- Hybrid flooring is easy to install, and the effect is always smoother. Plus, there’s no need for an adhesive, as it’s installed with a locking system, and it reduces subfloor preparation.
- Hybrid floors are highly resistant to heat, making them perfect for warmer Australian climates.
- It’s waterproof and resistant to temperature changes, so it’s the perfect choice for water-prone indoor areas (e.g., a bathroom). This feature also facilitates maintenance.
- Hybrid floors look and feel better. Thanks to the layers, they offer a softer sound and a cushion underfoot.
- Due to the used materials (mostly a mix of plastic with wood or limestone), hybrid flooring ensures excellent aesthetics for an affordable price.
- The hybrid floor is incredibly hard-wearing – it can withstand high foot traffic, plus, they are also children and pet-friendly.
How to Clean Hybrid Flooring?
As hybrid flooring is waterproof, it’s enough to use water and a PH neutral cleaner for a routine cleaning – simply use a damp mop, sponge, or cloth; a steam mop is not recommended. For dirt and dust, it’s safe to sweep your hybrid floor with a soft broom or to vacuum.
Make sure not to scratch it (e.g., with nylon scouring pads) and don’t use any strong chemicals, oils, soaps, or waxes.
What Rooms Are Best for Hybrid Flooring?
Because they look like real timber flooring, hybrid floors can be used in virtually all indoor spaces, as they will always look stylish. They are also highly resistant, so can be even installed where there are pets, children, or high foot traffic.
Moreover, considering that hybrid flooring is waterproof, it is very often chosen for water-prone spaces, such as kitchens, bathrooms, dining rooms, laundries, entryways, and so on.
Can I Use Hybrid Flooring Outside?
Though hybrid floors are pretty hard-wearing, they aren’t designed to withstand adverse weather conditions and other potentially damaging elements, so they shouldn’t be installed outdoors. Most likely, it will make your hybrid flooring warranty invalid.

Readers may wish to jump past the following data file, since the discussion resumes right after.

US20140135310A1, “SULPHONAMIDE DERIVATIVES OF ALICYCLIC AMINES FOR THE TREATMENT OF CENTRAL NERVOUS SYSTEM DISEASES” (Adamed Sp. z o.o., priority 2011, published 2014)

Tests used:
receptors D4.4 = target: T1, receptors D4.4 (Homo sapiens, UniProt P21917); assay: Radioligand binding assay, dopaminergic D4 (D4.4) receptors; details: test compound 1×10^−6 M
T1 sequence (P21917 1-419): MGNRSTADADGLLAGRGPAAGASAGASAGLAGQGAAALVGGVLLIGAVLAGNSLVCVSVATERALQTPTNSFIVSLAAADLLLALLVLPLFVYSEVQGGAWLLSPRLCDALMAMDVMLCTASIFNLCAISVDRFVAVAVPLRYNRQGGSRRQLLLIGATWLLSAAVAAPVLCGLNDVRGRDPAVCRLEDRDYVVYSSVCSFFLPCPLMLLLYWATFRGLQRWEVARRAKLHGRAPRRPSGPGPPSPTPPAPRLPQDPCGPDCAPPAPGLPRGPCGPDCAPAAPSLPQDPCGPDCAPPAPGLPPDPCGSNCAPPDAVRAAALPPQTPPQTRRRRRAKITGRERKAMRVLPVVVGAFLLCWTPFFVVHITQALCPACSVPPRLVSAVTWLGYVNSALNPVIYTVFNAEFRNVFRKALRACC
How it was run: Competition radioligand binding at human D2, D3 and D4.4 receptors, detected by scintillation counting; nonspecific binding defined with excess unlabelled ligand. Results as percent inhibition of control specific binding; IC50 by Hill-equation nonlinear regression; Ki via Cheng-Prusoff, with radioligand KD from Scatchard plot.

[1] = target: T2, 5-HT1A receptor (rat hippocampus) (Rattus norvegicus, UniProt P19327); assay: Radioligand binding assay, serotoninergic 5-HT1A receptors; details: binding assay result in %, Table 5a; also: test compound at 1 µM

Can Hybrid Flooring Scratch?
Even though hybrid floors are highly resistant and durable, they aren’t 100% indestructible and can get scratched. To avoid it, make sure all furniture and other items on the floor have gliders or felt pads, don’t use abrasive cleaners and regularly remove any dirt that could damage the flooring.
Fortunately, minor scratches can be dealt with – all you need is a little scratch cover oil.
To put it simply, hybrid flooring is a hybrid of laminate and vinyl planks to give you the benefits of both in a single type of flooring, without the pitfalls.
Now that you have a better understanding of what hybrid flooring is, you may be wondering if this is the right choice for your home. If you are after a floor that looks like a real timber flooring, but you don’t want to worry about easily damaging the surface or swelling if it gets wet, then this product might be perfect for you.
Additionally, if you are looking at DIY installation of this product, but you are concerned it might be a little tricky for you, don’t hesitate to contact us. We will gladly go through more details of what is required for installation or even recommend another product that may be easier for you to install.
This is a great video of a hybrid flooring installation: